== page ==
Brake components maker Akebono Corp. North America plans to move its headquarters to Elizabethtown, Ky., and refocus its original equipment business strategy on the growing transplant assembly operations of the Japanese and South Korean car makers.
The move and strategy refocus follow the dissolution of a joint venture, Ambrake Corp., with Delphi Corp., which recently sold its 50-percent stake in the venture to Akebono as part of its ongoing financial problems. About 75 corporate, management and sales jobs will move to the Ambrake Corp. site.
``Given the outlook for (General Motors Corp.), it would not be the healthiest strategy for us to be so reliant on them for our future,'' said Carl Lay, Akebono's vice president for human resources.
``We still have a good business with them, but we believe we need to be here in Kentucky to be closer to those customers who are nearby and have growing business with us-Toyota and Nissan in Tennessee and Honda in Ohio and Alabama,'' he said.
Akebono executives in Japan said the U.S. firm also will focus more on the growing Korean auto base in North America. Ambrake is not yet selling to Hyundai Motor Co. or Kia Motors Corp., which plans to build its first U.S. auto assembly plant in Georgia.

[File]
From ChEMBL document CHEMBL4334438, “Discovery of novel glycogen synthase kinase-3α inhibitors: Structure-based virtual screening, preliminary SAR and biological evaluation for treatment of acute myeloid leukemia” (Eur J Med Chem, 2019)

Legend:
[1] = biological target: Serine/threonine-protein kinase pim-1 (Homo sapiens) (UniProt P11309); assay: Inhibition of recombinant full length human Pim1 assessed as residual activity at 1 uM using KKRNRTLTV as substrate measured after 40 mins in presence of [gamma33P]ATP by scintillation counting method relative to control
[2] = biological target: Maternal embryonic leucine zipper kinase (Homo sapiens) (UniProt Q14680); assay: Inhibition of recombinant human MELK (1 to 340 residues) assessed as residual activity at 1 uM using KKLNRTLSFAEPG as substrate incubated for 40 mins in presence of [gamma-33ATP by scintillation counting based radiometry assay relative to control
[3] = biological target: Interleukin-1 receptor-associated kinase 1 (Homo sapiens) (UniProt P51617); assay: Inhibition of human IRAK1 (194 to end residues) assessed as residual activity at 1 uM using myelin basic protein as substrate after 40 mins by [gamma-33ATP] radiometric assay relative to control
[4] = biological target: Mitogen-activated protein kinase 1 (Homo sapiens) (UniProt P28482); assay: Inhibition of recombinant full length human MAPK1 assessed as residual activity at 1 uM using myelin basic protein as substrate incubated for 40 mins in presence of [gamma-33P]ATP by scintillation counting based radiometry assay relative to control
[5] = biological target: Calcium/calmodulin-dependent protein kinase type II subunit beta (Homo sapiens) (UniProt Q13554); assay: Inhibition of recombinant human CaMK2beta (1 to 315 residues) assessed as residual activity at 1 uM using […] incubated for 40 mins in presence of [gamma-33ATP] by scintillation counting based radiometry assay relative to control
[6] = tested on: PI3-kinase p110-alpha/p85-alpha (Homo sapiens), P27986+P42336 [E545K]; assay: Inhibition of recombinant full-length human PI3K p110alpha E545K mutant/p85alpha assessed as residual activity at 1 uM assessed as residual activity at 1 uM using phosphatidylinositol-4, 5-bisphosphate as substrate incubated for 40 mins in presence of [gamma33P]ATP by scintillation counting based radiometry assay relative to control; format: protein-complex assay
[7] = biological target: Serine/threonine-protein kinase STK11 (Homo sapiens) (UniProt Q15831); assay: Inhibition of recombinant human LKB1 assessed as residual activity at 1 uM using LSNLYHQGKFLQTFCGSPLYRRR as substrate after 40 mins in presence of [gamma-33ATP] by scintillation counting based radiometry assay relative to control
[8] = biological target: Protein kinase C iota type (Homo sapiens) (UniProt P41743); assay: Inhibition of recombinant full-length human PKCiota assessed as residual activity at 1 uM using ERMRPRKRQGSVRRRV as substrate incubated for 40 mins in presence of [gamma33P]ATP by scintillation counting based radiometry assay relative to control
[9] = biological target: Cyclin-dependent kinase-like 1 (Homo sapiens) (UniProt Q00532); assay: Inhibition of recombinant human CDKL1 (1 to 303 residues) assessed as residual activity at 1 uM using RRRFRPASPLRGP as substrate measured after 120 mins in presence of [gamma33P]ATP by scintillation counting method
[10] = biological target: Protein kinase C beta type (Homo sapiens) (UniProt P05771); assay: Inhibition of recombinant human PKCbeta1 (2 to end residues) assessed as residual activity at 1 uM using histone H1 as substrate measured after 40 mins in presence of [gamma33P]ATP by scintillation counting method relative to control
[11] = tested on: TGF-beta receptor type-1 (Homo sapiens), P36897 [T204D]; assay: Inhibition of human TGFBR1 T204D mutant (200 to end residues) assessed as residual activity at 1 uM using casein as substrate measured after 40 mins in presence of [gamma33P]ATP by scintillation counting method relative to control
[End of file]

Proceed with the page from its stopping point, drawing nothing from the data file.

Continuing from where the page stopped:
Ambrake's original strategy was for Akebono to deliver brake business from the new Japanese transplants while Delphi delivered GM business. That worked for nearly 20 years.
Ambrake's sales are flat at about $325 million a year, with most of North America's high-volume vehicles as customers.
Akebono's departure from Detroit and the GM orbit could help Ambrake on another front: selling to Ford Motor Co. Akebono has racked up sales from Ford, supplying the Explorer sport-utility and other vehicles, but it had to establish a separate Kentucky subsidiary called Amak Brake L.L.C., as a unit of Akebono Corp. North America, to do so.
``Ford preferred not to buy directly from a Delphi-affiliated company,'' Mr. Lay said.
Now that the entire U.S. operations are wholly owned by Akebono, he said, the firm can consolidate and operate in North America as a single operation. Combined sales will be about $600 million this year, and key personnel will be able to shift among the business units as needed.